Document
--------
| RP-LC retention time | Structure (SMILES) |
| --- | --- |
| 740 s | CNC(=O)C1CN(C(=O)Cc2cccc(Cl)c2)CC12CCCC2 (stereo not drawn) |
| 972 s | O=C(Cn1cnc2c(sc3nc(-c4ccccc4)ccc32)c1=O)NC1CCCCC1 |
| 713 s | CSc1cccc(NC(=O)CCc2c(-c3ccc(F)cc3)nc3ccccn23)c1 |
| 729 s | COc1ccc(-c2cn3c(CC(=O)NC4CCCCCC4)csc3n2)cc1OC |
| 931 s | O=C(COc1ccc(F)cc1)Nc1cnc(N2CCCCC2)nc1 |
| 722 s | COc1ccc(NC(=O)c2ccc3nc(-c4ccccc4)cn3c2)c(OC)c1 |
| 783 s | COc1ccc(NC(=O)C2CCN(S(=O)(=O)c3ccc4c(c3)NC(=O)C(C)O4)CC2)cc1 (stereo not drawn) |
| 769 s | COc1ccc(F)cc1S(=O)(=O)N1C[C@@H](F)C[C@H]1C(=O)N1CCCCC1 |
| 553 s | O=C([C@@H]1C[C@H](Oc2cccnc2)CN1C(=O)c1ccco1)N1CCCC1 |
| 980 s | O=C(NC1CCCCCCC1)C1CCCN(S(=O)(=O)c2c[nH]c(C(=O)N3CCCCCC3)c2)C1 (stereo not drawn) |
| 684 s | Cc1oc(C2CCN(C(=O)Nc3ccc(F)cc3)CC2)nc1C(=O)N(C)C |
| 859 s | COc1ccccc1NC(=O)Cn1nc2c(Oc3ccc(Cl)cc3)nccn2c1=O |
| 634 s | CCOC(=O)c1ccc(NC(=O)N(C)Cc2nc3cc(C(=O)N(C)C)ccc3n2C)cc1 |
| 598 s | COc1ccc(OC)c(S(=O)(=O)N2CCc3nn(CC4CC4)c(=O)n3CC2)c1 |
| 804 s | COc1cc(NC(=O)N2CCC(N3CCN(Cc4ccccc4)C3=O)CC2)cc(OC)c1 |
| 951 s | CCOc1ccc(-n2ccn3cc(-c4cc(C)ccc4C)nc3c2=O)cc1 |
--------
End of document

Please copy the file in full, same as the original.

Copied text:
| RP-LC retention time | Structure (SMILES) |
| --- | --- |
| 740 s | CNC(=O)C1CN(C(=O)Cc2cccc(Cl)c2)CC12CCCC2 (stereo not drawn) |
| 972 s | O=C(Cn1cnc2c(sc3nc(-c4ccccc4)ccc32)c1=O)NC1CCCCC1 |
| 713 s | CSc1cccc(NC(=O)CCc2c(-c3ccc(F)cc3)nc3ccccn23)c1 |
| 729 s | COc1ccc(-c2cn3c(CC(=O)NC4CCCCCC4)csc3n2)cc1OC |
| 931 s | O=C(COc1ccc(F)cc1)Nc1cnc(N2CCCCC2)nc1 |
| 722 s | COc1ccc(NC(=O)c2ccc3nc(-c4ccccc4)cn3c2)c(OC)c1 |
| 783 s | COc1ccc(NC(=O)C2CCN(S(=O)(=O)c3ccc4c(c3)NC(=O)C(C)O4)CC2)cc1 (stereo not drawn) |
| 769 s | COc1ccc(F)cc1S(=O)(=O)N1C[C@@H](F)C[C@H]1C(=O)N1CCCCC1 |
| 553 s | O=C([C@@H]1C[C@H](Oc2cccnc2)CN1C(=O)c1ccco1)N1CCCC1 |
| 980 s | O=C(NC1CCCCCCC1)C1CCCN(S(=O)(=O)c2c[nH]c(C(=O)N3CCCCCC3)c2)C1 (stereo not drawn) |
| 684 s | Cc1oc(C2CCN(C(=O)Nc3ccc(F)cc3)CC2)nc1C(=O)N(C)C |
| 859 s | COc1ccccc1NC(=O)Cn1nc2c(Oc3ccc(Cl)cc3)nccn2c1=O |
| 634 s | CCOC(=O)c1ccc(NC(=O)N(C)Cc2nc3cc(C(=O)N(C)C)ccc3n2C)cc1 |
| 598 s | COc1ccc(OC)c(S(=O)(=O)N2CCc3nn(CC4CC4)c(=O)n3CC2)c1 |
| 804 s | COc1cc(NC(=O)N2CCC(N3CCN(Cc4ccccc4)C3=O)CC2)cc(OC)c1 |
| 951 s | CCOc1ccc(-n2ccn3cc(-c4cc(C)ccc4C)nc3c2=O)cc1 |